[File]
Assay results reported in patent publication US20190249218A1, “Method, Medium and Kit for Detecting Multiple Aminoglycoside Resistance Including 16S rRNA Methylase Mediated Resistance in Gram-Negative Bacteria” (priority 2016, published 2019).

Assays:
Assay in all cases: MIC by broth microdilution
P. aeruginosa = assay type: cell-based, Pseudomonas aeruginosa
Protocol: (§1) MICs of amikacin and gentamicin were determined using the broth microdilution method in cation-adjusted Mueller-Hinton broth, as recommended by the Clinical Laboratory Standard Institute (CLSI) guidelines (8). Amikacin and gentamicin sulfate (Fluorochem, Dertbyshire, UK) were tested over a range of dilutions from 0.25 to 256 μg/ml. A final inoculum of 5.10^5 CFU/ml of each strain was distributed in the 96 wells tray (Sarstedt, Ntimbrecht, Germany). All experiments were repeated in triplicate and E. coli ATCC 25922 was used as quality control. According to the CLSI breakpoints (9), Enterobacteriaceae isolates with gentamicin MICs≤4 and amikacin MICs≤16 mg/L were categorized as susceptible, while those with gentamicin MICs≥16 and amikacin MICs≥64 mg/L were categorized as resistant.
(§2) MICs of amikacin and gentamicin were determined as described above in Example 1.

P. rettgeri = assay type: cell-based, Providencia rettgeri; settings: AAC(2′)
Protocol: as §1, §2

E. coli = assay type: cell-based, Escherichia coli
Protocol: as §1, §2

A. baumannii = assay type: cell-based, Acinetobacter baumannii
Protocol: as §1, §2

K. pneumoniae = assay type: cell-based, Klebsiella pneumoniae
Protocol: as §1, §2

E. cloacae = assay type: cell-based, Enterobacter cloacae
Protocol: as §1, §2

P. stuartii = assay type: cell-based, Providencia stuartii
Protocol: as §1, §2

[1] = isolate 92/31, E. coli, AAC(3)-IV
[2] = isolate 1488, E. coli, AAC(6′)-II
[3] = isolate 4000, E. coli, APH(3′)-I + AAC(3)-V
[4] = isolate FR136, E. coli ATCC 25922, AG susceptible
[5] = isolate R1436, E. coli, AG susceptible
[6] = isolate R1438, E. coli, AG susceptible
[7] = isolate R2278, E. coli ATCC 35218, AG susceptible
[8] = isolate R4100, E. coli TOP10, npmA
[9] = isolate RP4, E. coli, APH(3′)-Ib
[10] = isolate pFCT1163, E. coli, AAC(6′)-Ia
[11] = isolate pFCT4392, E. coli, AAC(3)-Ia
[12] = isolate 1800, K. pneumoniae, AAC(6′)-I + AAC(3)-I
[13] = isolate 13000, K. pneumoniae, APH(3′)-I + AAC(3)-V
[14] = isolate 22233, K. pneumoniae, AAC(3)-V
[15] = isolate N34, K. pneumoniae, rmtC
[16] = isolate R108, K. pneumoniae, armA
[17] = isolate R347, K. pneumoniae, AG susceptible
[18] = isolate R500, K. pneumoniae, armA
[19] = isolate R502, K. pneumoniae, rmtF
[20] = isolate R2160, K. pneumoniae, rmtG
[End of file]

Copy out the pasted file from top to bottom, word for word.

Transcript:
Assay results reported in patent publication US20190249218A1, “Method, Medium and Kit for Detecting Multiple Aminoglycoside Resistance Including 16S rRNA Methylase Mediated Resistance in Gram-Negative Bacteria” (priority 2016, published 2019).

Assays:
Assay in all cases: MIC by broth microdilution
P. aeruginosa = assay type: cell-based, Pseudomonas aeruginosa
Protocol: (§1) MICs of amikacin and gentamicin were determined using the broth microdilution method in cation-adjusted Mueller-Hinton broth, as recommended by the Clinical Laboratory Standard Institute (CLSI) guidelines (8). Amikacin and gentamicin sulfate (Fluorochem, Dertbyshire, UK) were tested over a range of dilutions from 0.25 to 256 μg/ml. A final inoculum of 5.10^5 CFU/ml of each strain was distributed in the 96 wells tray (Sarstedt, Ntimbrecht, Germany). All experiments were repeated in triplicate and E. coli ATCC 25922 was used as quality control. According to the CLSI breakpoints (9), Enterobacteriaceae isolates with gentamicin MICs≤4 and amikacin MICs≤16 mg/L were categorized as susceptible, while those with gentamicin MICs≥16 and amikacin MICs≥64 mg/L were categorized as resistant.
(§2) MICs of amikacin and gentamicin were determined as described above in Example 1.

P. rettgeri = assay type: cell-based, Providencia rettgeri; settings: AAC(2′)
Protocol: as §1, §2

E. coli = assay type: cell-based, Escherichia coli
Protocol: as §1, §2

A. baumannii = assay type: cell-based, Acinetobacter baumannii
Protocol: as §1, §2

K. pneumoniae = assay type: cell-based, Klebsiella pneumoniae
Protocol: as §1, §2

E. cloacae = assay type: cell-based, Enterobacter cloacae
Protocol: as §1, §2

P. stuartii = assay type: cell-based, Providencia stuartii
Protocol: as §1, §2

[1] = isolate 92/31, E. coli, AAC(3)-IV
[2] = isolate 1488, E. coli, AAC(6′)-II
[3] = isolate 4000, E. coli, APH(3′)-I + AAC(3)-V
[4] = isolate FR136, E. coli ATCC 25922, AG susceptible
[5] = isolate R1436, E. coli, AG susceptible
[6] = isolate R1438, E. coli, AG susceptible
[7] = isolate R2278, E. coli ATCC 35218, AG susceptible
[8] = isolate R4100, E. coli TOP10, npmA
[9] = isolate RP4, E. coli, APH(3′)-Ib
[10] = isolate pFCT1163, E. coli, AAC(6′)-Ia
[11] = isolate pFCT4392, E. coli, AAC(3)-Ia
[12] = isolate 1800, K. pneumoniae, AAC(6′)-I + AAC(3)-I
[13] = isolate 13000, K. pneumoniae, APH(3′)-I + AAC(3)-V
[14] = isolate 22233, K. pneumoniae, AAC(3)-V
[15] = isolate N34, K. pneumoniae, rmtC
[16] = isolate R108, K. pneumoniae, armA
[17] = isolate R347, K. pneumoniae, AG susceptible
[18] = isolate R500, K. pneumoniae, armA
[19] = isolate R502, K. pneumoniae, rmtF
[20] = isolate R2160, K. pneumoniae, rmtG